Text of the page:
Tuesday, March 6, 2012

How to make a vmdk disk that points to a dd image.

This procedure does not require any conversion, and thus, no waiting time or extra disk space.

It was tested in VirtualBox, but it's expected to work in VMWare as well. And it works both on Windows and Linux hosts.

First, check how many sectors your dd image have. It's the image size in bytes divided by 512.

$ ls imagem.dd  -l
-rw-r--r-- 1 root root 1500301910016 2012-02-17 11:36 imagem.dd
1500301910016/512 is 2930277168, so 2930277168 is what we want

Next, create a file with the following contents and save it with a '.vmdk' extension (edit the file to use your image path and size):

# Disk Descriptor File

# Extent description

#DDB - Disk Data Base
ddb.adapterType = "ide"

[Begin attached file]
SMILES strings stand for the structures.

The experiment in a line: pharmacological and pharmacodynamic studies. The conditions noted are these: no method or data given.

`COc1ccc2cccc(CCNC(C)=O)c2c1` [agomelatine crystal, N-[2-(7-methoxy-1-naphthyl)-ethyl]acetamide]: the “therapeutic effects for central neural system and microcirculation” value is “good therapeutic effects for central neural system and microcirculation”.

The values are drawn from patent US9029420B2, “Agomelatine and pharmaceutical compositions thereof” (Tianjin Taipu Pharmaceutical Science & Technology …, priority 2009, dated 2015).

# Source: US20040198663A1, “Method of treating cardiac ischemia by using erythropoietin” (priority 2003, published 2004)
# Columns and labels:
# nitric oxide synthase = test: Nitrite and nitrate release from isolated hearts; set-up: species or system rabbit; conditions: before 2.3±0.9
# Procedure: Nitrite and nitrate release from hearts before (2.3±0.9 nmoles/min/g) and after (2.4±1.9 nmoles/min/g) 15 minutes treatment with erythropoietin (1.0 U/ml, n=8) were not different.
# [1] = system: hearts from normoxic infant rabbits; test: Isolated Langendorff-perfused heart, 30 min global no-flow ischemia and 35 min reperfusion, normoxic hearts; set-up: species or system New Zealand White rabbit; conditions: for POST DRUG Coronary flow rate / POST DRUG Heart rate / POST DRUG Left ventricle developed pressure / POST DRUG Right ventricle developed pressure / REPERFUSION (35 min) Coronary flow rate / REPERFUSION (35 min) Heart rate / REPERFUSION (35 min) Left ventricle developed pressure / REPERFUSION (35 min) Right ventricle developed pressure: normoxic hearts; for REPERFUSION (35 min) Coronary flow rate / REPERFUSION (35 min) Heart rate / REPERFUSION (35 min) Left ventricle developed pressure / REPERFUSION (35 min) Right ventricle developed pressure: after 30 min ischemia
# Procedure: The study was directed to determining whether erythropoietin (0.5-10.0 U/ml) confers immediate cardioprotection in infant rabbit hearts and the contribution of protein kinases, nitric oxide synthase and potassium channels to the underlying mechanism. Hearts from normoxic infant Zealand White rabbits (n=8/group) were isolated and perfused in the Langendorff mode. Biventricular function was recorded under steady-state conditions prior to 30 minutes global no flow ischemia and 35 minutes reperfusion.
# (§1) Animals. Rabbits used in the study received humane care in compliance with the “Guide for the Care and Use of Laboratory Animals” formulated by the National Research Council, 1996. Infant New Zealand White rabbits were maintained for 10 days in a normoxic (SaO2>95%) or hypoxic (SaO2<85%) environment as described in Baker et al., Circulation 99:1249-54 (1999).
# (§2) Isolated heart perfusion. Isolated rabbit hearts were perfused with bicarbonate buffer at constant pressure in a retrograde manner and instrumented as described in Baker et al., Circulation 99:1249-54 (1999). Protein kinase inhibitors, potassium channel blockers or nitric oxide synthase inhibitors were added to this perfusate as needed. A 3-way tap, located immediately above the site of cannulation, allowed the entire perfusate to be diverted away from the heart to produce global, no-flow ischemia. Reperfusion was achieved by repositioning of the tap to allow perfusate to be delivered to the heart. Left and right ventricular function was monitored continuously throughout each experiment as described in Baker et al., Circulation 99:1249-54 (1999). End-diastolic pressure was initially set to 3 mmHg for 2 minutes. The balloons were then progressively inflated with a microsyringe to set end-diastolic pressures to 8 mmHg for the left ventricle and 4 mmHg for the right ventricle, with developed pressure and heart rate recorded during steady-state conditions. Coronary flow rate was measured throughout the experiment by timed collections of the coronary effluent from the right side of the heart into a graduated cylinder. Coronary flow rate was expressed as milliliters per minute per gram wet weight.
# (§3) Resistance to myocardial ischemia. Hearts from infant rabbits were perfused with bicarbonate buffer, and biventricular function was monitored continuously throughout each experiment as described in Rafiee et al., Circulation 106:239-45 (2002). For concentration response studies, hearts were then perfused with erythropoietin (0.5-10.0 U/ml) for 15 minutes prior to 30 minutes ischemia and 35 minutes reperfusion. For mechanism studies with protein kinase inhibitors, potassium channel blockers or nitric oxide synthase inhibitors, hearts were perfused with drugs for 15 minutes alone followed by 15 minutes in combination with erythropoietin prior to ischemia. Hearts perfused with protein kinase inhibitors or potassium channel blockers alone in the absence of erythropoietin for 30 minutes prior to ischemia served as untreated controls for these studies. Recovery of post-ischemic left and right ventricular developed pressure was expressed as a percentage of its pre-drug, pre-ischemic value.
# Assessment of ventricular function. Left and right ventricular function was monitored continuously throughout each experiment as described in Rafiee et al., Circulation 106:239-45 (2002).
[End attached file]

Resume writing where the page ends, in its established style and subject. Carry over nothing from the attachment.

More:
ddb.virtualHWVersion = "3"
In this example, we would change the line after Extend description to:
RW 2930277168 FLAT "imagem.dd" 0

You can use relative or absolute paths.

After including your new VMDK in a virtual machine, you can take a snapshot before turning it on, to keep the image file intact. If your image file is read-only, the snapshot is required in order to make the vmdk work, otherwise there will be access errors and the virtual machine will not start. Your new vmdk file, on the other hand, always has to be writable.

OBS: two common errors when trying to virtualize an otherwise not-virtual Windows are:

  • Blue Screen of Death, with error 0x7B. Caused by required disk device drivers not been loaded during boot. You can try to change how your virtual machine connects your drive (IDE PIIX4,PIIX3,ICH6,SATA). If that doesn't help, the solution may require a registry edit, with a different procedure from XP to Vista/7.
  • Black screen followed by repeating reboot. Are you sure you're not trying to virtualize a 64bit OS guest on a 32bit OS host?

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